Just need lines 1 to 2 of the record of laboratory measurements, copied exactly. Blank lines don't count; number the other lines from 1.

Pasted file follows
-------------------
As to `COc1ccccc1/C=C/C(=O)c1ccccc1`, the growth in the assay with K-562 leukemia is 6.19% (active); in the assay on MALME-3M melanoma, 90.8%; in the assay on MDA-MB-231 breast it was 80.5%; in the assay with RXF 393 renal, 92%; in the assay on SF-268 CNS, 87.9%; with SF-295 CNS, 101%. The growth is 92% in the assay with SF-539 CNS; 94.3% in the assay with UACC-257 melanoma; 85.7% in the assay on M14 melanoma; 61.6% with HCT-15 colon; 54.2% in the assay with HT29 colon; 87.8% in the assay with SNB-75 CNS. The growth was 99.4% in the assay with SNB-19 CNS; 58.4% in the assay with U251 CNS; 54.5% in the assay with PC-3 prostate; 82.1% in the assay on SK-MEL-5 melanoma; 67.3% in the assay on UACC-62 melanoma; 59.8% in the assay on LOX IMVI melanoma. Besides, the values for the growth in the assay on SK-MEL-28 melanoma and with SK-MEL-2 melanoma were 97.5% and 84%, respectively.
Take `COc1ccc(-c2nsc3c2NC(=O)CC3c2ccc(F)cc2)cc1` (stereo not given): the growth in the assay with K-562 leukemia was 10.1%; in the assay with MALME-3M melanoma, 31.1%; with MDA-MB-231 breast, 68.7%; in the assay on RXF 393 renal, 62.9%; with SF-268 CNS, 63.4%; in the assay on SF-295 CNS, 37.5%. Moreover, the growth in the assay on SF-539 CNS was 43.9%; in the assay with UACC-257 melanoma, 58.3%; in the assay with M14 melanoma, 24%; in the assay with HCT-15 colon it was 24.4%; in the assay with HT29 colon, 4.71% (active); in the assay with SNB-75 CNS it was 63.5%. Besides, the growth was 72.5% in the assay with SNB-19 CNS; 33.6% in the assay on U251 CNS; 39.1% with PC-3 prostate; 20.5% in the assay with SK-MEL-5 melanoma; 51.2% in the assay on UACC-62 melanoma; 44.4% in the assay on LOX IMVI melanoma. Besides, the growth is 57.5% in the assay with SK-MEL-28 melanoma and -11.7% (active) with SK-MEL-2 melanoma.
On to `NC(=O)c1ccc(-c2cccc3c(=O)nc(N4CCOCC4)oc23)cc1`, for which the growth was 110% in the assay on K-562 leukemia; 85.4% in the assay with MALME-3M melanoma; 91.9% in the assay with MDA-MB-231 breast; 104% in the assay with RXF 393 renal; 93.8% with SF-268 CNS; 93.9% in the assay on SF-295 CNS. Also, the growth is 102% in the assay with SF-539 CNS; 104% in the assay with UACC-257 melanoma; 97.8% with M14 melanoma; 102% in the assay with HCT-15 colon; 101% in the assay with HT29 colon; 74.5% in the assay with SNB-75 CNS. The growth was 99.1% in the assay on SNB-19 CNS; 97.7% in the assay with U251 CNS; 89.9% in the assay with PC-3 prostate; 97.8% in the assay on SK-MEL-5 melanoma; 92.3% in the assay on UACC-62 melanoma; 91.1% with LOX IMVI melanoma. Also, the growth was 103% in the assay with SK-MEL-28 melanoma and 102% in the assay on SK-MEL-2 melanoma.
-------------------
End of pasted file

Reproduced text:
As to `COc1ccccc1/C=C/C(=O)c1ccccc1`, the growth in the assay with K-562 leukemia is 6.19% (active); in the assay on MALME-3M melanoma, 90.8%; in the assay on MDA-MB-231 breast it was 80.5%; in the assay with RXF 393 renal, 92%; in the assay on SF-268 CNS, 87.9%; with SF-295 CNS, 101%. The growth is 92% in the assay with SF-539 CNS; 94.3% in the assay with UACC-257 melanoma; 85.7% in the assay on M14 melanoma; 61.6% with HCT-15 colon; 54.2% in the assay with HT29 colon; 87.8% in the assay with SNB-75 CNS. The growth was 99.4% in the assay with SNB-19 CNS; 58.4% in the assay with U251 CNS; 54.5% in the assay with PC-3 prostate; 82.1% in the assay on SK-MEL-5 melanoma; 67.3% in the assay on UACC-62 melanoma; 59.8% in the assay on LOX IMVI melanoma. Besides, the values for the growth in the assay on SK-MEL-28 melanoma and with SK-MEL-2 melanoma were 97.5% and 84%, respectively.
Take `COc1ccc(-c2nsc3c2NC(=O)CC3c2ccc(F)cc2)cc1` (stereo not given): the growth in the assay with K-562 leukemia was 10.1%; in the assay with MALME-3M melanoma, 31.1%; with MDA-MB-231 breast, 68.7%; in the assay on RXF 393 renal, 62.9%; with SF-268 CNS, 63.4%; in the assay on SF-295 CNS, 37.5%. Moreover, the growth in the assay on SF-539 CNS was 43.9%; in the assay with UACC-257 melanoma, 58.3%; in the assay with M14 melanoma, 24%; in the assay with HCT-15 colon it was 24.4%; in the assay with HT29 colon, 4.71% (active); in the assay with SNB-75 CNS it was 63.5%. Besides, the growth was 72.5% in the assay with SNB-19 CNS; 33.6% in the assay on U251 CNS; 39.1% with PC-3 prostate; 20.5% in the assay with SK-MEL-5 melanoma; 51.2% in the assay on UACC-62 melanoma; 44.4% in the assay on LOX IMVI melanoma. Besides, the growth is 57.5% in the assay with SK-MEL-28 melanoma and -11.7% (active) with SK-MEL-2 melanoma.